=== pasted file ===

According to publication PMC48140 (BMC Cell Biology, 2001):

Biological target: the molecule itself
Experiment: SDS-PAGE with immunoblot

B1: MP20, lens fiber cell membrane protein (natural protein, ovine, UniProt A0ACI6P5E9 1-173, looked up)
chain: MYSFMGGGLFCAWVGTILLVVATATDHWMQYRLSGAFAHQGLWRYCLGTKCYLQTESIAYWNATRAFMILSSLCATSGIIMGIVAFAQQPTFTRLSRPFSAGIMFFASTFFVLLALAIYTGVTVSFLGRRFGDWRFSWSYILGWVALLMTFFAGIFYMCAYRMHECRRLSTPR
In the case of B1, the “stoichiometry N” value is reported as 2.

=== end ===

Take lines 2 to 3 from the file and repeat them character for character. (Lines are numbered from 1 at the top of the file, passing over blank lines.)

Biological target: the molecule itself
Experiment: SDS-PAGE with immunoblot